The band joined in Algeciras in 1985 and then, in 1986, their founders
Francisco Valdivia and Jesús Acosta, former member os Sem Tob moved
to Madrid to join the rest of the band. They recorded two demos, the
second one (Ooah Ri Mai)being released in cassette format by the label
Mind Child of Angel Romero, who also released the first Galadriel work.
Ty-jir music was a fusion of different styles like rock, jazz and
progressive, with influences like Peter Gabriel, King Crimson, Genesis,
and Peter Hammill among others. Ty-Jir mantained a close relation in
Madrid with the band Galadriel, even sharing
rehearsal room. A number of musician collaborated with Ty-jir, like the
drummer David Elorriaga (Nacho Cano, Pato de Goma, Klonikos).
In 1990 the band disolved and their singer Francisco Valdivia returned
to Algeciras after recording some solo demos and retook his classical
During the 90s, Pablo Chavarri and Juan Carlos Samper worked together
in the Jazz-Rock Progressive bands Laberinto (91) y A Través del El
Espejo (94). Then, Chavarri joined Pop-Rock bands like Sopas del Mundo (95) and Alvan Brito (96), and assited to the Robert Fripp's Guitar Craft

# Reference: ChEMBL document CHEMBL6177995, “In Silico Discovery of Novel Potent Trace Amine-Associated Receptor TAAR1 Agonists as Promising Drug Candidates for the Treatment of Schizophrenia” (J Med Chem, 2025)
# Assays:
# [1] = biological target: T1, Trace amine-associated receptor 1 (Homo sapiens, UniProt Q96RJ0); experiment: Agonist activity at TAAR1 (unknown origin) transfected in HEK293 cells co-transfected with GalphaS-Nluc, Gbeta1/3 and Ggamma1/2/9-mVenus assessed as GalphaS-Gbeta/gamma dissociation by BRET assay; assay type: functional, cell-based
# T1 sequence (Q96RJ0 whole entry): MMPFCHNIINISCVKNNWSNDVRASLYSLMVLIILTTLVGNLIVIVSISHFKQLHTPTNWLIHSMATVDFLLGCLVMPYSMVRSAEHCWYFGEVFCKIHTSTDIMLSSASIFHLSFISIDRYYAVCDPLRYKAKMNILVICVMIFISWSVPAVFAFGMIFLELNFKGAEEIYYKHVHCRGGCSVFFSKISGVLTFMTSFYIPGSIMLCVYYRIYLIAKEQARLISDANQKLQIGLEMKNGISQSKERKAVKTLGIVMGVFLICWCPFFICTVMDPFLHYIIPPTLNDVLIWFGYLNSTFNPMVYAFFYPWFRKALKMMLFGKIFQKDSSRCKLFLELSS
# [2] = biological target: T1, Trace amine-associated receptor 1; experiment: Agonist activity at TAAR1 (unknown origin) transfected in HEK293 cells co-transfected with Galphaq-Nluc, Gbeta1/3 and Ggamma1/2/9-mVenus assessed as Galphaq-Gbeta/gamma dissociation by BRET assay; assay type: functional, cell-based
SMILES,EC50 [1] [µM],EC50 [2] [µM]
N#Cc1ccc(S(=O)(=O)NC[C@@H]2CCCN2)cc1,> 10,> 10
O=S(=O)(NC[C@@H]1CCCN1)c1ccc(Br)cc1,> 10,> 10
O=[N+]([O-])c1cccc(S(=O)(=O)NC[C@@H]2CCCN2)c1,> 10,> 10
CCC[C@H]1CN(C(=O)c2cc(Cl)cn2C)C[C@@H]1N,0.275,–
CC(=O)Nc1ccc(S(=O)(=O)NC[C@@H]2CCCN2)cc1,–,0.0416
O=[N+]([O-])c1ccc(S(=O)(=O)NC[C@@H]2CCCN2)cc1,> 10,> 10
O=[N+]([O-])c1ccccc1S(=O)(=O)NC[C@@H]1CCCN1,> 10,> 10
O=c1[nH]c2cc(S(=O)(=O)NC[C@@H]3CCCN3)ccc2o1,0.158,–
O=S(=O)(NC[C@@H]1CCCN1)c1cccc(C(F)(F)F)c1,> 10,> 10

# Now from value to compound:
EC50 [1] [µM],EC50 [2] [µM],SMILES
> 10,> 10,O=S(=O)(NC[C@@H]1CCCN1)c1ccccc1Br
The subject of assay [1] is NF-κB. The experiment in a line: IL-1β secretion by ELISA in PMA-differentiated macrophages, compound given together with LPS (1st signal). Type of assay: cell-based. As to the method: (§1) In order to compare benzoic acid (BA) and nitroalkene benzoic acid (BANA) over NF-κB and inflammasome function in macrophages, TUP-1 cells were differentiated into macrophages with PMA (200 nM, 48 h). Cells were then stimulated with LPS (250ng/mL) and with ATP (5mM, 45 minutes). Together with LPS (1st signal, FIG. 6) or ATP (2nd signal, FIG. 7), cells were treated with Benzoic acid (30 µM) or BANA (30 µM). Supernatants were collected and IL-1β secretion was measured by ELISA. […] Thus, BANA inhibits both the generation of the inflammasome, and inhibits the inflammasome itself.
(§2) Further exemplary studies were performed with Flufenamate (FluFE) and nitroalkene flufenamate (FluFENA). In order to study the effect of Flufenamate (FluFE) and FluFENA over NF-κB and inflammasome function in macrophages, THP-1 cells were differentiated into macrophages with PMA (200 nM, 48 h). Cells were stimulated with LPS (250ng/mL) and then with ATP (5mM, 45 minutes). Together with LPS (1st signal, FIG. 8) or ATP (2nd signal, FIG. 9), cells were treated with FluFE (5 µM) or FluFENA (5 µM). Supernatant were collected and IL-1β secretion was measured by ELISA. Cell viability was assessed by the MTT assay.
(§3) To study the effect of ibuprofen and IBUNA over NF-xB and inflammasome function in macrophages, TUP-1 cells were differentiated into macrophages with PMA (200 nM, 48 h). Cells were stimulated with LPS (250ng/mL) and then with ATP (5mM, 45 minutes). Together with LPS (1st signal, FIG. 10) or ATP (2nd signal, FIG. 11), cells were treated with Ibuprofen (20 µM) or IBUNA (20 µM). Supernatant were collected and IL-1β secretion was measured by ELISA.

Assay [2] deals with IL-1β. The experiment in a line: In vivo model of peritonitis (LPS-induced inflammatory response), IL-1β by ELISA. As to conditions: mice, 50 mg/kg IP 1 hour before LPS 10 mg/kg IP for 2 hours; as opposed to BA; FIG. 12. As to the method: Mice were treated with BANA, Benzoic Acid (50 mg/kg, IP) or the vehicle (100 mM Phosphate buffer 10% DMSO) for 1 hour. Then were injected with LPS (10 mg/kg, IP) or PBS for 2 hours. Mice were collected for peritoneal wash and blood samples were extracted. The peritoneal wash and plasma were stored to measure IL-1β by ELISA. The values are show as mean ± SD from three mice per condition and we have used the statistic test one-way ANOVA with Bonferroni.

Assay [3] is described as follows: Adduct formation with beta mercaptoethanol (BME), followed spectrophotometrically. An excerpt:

courses, together with guitarrist "Manuel Macía
and David Póveda. Together they formed the trio guitar-craft
Toma Tres. In addition he has worked with other line-ups including
Berlin Zoo in 1996 (with "Manuel Macía and David Póveda), Bobo (96), and Onion (99).
Koldo Barroso joined Experience (95) with
"Manuel Macía, and also in some solo projects
like the albumm Open (97) with other Ty-Jir members like
Juan Carlos Samper, Marco Vieira, and Pablo Chavarri. With
Chavarri also formed in 1998 the electronic project Virus (98),
recording the EP The Rhythm Cant Be Wrong, and has produced a
number of projects oriented to experimental electronics and ambient
with the name of Kotanoise.
After the split of A Través del Espejo, Juan Carlos Samper has played
in bands like Menos Mal (96) and in 1999 formed the Jazz Rock/Fusion
band Enredo, still alive. In addition he has recorded solo projects in the
Jazz Rock context like Don't Disturb (97).